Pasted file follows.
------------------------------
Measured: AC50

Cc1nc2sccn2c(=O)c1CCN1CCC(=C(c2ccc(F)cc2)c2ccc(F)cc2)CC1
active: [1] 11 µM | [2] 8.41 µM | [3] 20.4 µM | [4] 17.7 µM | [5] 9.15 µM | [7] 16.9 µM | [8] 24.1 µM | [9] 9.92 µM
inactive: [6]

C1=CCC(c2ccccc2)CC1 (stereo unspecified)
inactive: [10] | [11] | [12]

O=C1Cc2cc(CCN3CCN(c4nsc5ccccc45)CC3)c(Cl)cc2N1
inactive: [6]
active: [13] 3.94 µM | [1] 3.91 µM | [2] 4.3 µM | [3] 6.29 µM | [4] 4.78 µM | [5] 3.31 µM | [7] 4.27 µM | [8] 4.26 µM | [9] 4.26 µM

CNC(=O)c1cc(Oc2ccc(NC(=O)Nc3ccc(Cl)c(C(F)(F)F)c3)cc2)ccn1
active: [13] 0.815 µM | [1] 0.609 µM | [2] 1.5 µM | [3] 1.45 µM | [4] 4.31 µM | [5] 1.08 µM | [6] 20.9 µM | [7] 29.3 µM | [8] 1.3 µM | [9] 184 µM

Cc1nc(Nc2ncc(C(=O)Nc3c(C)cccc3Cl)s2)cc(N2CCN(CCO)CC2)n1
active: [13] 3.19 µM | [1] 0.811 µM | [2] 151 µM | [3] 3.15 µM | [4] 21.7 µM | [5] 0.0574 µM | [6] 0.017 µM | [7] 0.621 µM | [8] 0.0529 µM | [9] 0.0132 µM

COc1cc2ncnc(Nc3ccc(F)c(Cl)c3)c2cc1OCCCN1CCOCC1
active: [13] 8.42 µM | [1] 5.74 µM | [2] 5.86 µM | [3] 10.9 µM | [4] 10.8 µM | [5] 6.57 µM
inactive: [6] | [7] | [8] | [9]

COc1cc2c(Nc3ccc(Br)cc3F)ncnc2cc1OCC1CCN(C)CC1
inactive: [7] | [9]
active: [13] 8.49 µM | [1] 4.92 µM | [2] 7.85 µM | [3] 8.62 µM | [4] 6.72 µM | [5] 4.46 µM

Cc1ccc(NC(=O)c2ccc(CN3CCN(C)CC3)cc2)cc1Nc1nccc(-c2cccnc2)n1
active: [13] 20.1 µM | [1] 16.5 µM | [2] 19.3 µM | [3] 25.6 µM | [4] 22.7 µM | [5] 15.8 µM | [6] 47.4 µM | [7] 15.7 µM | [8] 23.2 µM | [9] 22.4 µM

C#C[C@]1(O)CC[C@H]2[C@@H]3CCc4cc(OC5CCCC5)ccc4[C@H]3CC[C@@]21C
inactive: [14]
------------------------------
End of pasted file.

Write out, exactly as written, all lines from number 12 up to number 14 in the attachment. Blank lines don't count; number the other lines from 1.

Cc1nc(Nc2ncc(C(=O)Nc3c(C)cccc3Cl)s2)cc(N2CCN(CCO)CC2)n1
active: [13] 3.19 µM | [1] 0.811 µM | [2] 151 µM | [3] 3.15 µM | [4] 21.7 µM | [5] 0.0574 µM | [6] 0.017 µM | [7] 0.621 µM | [8] 0.0529 µM | [9] 0.0132 µM

COc1cc2ncnc(Nc3ccc(F)c(Cl)c3)c2cc1OCCCN1CCOCC1